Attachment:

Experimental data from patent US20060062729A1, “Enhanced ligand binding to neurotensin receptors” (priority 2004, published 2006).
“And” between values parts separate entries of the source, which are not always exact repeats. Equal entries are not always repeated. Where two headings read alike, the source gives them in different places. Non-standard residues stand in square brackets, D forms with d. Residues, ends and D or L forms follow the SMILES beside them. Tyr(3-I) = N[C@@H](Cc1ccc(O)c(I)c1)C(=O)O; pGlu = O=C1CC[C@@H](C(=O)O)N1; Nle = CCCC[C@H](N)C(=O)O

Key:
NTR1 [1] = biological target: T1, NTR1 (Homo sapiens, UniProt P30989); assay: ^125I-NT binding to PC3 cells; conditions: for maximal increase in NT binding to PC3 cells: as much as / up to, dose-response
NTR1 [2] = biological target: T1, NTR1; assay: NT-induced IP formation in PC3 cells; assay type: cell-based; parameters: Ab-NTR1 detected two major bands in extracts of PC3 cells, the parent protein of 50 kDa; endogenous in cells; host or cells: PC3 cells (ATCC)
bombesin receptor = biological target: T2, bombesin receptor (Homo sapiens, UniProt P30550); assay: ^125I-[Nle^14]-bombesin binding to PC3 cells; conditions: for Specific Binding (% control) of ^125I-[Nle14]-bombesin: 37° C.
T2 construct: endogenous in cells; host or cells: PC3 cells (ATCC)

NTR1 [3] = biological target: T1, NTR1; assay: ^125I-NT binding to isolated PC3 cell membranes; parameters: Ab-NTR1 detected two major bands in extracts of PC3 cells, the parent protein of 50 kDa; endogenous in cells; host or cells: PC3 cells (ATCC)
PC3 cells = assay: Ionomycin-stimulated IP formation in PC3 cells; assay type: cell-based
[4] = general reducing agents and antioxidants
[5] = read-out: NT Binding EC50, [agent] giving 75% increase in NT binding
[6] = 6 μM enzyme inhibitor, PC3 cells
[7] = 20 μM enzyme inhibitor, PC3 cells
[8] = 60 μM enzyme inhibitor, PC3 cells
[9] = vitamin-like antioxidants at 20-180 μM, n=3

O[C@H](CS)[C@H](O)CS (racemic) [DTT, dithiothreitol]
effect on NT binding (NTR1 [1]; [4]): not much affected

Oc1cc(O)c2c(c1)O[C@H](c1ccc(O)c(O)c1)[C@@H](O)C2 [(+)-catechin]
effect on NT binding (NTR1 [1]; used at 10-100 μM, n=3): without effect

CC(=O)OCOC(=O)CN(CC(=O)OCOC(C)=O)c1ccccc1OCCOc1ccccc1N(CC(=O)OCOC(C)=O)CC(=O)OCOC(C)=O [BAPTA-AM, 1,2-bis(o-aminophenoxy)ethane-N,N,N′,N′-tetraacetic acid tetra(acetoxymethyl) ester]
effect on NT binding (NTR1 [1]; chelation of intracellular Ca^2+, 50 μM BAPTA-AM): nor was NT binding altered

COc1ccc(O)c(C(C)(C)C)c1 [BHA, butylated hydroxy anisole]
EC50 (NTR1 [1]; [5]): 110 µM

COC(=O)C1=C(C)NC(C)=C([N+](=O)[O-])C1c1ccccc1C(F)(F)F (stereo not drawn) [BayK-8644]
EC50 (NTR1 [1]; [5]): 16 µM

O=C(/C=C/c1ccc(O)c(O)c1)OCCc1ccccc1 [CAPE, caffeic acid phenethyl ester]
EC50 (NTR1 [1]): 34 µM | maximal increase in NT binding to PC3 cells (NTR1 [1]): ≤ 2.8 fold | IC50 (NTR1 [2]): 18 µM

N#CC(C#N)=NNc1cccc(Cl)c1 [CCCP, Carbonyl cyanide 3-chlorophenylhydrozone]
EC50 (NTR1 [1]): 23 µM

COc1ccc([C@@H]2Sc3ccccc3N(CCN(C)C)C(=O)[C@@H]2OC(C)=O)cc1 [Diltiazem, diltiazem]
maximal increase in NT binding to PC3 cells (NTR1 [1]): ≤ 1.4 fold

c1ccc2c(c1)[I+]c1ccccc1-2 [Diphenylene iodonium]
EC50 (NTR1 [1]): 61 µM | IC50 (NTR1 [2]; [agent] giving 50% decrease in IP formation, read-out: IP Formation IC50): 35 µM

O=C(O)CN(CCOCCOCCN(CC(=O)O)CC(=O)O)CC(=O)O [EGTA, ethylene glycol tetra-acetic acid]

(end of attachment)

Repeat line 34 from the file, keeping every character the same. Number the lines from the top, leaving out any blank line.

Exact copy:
O=C(O)CN(CCOCCOCCN(CC(=O)O)CC(=O)O)CC(=O)O [EGTA, ethylene glycol tetra-acetic acid]